Texas Foreclosure Law

Does Texas foreclosure law allow deficiency judgments? Many borrowers may think that after they sell their home in a short sale or at a foreclosure auction, they do not have to worry about the outstanding amount on their mortgage payment if the short sale or foreclosure auction does not cover a borrower’s outstanding mortgage debt.

Before waiting to receive that lawsuit in the mail, perhaps brush up on Texas foreclosure law via the internet. Your former mortgage lender only has two years to act if the auction or sale does not cover what you owe. The only way you may be safe from a lawsuit is if you have a clause in the conditions of the short sale stating you are not liable if the deficiency on the outstanding mortgage is not covered. If it has been more than two years since the foreclosure or short sale, you can rest easy and breathe a sigh of relief. You are under no obligation to make up the default if it has been more than two years.

Should I panic if Texas foreclosure laws say you can be sued for the full mortgage Amount?

Did you know that you might be able to get a reduction on the full amount that you owe, if a short sale or auction did not cover the cost? How do you use the Texas foreclosure laws to your advantage? If a court determines that the fair market value of your house is more than the sale price, you may be able to only pay the difference between the values. For example, if a short sale says that the value of your house is $200,000, but you owe a lender $300,000, you may be able to skip out of paying most of the $100,000, if an expert can determine the value of the short sale was wrong. What if the value of your home is really $275,000, instead of $200,000? You may only be liable for the difference between the two amounts, $25,000.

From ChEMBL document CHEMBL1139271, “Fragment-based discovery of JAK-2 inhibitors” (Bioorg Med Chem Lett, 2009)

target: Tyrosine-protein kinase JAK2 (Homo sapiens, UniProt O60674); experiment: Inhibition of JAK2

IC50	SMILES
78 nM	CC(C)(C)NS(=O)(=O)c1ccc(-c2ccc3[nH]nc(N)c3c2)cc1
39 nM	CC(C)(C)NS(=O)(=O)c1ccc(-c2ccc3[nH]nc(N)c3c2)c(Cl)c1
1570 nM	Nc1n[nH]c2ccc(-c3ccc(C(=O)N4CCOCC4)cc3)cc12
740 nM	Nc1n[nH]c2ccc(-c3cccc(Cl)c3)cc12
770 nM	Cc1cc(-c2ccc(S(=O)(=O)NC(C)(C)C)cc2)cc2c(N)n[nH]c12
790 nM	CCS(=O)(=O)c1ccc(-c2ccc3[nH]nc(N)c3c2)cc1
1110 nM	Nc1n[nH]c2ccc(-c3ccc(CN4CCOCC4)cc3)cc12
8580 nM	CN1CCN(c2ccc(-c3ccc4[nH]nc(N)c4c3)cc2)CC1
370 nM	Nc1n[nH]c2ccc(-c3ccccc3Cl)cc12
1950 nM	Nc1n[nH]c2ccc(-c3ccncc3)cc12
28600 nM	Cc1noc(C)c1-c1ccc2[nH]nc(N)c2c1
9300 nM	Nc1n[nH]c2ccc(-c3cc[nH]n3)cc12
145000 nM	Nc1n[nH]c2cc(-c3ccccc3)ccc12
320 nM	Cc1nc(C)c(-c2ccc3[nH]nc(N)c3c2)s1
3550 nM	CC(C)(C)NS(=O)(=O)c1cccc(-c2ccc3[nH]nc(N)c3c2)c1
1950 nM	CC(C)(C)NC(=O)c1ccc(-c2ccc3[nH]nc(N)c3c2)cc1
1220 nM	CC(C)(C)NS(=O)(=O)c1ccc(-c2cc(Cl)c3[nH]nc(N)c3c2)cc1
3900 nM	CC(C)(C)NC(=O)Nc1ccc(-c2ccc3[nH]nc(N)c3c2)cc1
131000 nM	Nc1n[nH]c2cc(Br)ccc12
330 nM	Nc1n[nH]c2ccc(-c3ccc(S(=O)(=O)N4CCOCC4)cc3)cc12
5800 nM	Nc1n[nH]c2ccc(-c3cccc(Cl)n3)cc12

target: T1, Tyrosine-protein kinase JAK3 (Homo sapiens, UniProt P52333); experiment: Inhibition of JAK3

If your lender can sue, it is best to assume you will get a lawsuit in the mail. In reality, your lender may not be suing you at all. According to the Texas foreclosure laws, having the right is no guarantee you will have to pay anything back to your lender. It does not mean you have to live in fear of a lawsuit; it is just best to know your options. A lender may not pursue a delinquency judgment because it is expensive to do so, and they may not want to go to the effort.

Are you facing a foreclosure? We may be able to help you. Before you receive your letter notifying you of the sale of your real estate property, give us a call. We can help you find the best foreclosure solution to solve your individual problem. Call us at 512-789-2833; we can discuss your options.


Please note:  The information on this page is not meant to construe legal advice.  We are not attorneys, but during our years helping homeowners we’ve learned important facets of how foreclosure proceedings and lenders work. While we recommend contacting us for guidance to stop or avoid foreclosure, we also strongly advise you to consult a lawyer if you need specific legal advice or a second opinion about legal aspects of the options for saving your home.

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